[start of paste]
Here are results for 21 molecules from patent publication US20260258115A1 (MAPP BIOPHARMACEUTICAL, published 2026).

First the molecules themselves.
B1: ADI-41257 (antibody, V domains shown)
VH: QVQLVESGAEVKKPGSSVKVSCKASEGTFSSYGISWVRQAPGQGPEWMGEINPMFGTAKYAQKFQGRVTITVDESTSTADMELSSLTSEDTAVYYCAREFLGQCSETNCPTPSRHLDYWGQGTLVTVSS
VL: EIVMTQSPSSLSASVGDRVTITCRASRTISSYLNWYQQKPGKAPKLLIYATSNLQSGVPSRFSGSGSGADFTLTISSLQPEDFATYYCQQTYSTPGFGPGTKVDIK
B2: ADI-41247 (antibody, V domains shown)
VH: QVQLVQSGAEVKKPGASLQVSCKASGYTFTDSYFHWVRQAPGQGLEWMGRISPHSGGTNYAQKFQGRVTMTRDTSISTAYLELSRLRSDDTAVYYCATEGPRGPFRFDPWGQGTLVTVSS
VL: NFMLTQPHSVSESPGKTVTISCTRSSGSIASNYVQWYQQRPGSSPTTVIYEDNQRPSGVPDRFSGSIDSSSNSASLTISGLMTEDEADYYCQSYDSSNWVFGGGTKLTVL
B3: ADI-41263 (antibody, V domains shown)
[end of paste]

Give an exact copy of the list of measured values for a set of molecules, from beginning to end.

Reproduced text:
Here are results for 21 molecules from patent publication US20260258115A1 (MAPP BIOPHARMACEUTICAL, published 2026).

First the molecules themselves.
B1: ADI-41257 (antibody, V domains shown)
VH: QVQLVESGAEVKKPGSSVKVSCKASEGTFSSYGISWVRQAPGQGPEWMGEINPMFGTAKYAQKFQGRVTITVDESTSTADMELSSLTSEDTAVYYCAREFLGQCSETNCPTPSRHLDYWGQGTLVTVSS
VL: EIVMTQSPSSLSASVGDRVTITCRASRTISSYLNWYQQKPGKAPKLLIYATSNLQSGVPSRFSGSGSGADFTLTISSLQPEDFATYYCQQTYSTPGFGPGTKVDIK
B2: ADI-41247 (antibody, V domains shown)
VH: QVQLVQSGAEVKKPGASLQVSCKASGYTFTDSYFHWVRQAPGQGLEWMGRISPHSGGTNYAQKFQGRVTMTRDTSISTAYLELSRLRSDDTAVYYCATEGPRGPFRFDPWGQGTLVTVSS
VL: NFMLTQPHSVSESPGKTVTISCTRSSGSIASNYVQWYQQRPGSSPTTVIYEDNQRPSGVPDRFSGSIDSSSNSASLTISGLMTEDEADYYCQSYDSSNWVFGGGTKLTVL
B3: ADI-41263 (antibody, V domains shown)